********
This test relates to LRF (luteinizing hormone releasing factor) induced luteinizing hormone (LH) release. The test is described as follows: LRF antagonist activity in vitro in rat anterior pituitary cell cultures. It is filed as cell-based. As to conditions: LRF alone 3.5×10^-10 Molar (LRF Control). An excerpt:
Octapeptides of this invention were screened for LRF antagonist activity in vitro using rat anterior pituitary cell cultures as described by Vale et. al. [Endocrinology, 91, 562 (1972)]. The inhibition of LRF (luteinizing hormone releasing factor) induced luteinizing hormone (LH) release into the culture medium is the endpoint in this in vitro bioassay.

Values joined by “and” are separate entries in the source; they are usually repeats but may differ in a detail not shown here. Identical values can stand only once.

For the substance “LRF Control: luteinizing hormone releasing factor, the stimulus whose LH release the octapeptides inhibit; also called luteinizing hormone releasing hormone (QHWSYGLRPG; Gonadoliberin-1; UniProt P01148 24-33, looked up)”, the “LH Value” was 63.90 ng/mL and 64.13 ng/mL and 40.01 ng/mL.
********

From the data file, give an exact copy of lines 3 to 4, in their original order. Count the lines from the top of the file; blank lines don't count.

Values joined by “and” are separate entries in the source; they are usually repeats but may differ in a detail not shown here. Identical values can stand only once.

For the substance “LRF Control: luteinizing hormone releasing factor, the stimulus whose LH release the octapeptides inhibit; also called luteinizing hormone releasing hormone (QHWSYGLRPG; Gonadoliberin-1; UniProt P01148 24-33, looked up)”, the “LH Value” was 63.90 ng/mL and 64.13 ng/mL and 40.01 ng/mL.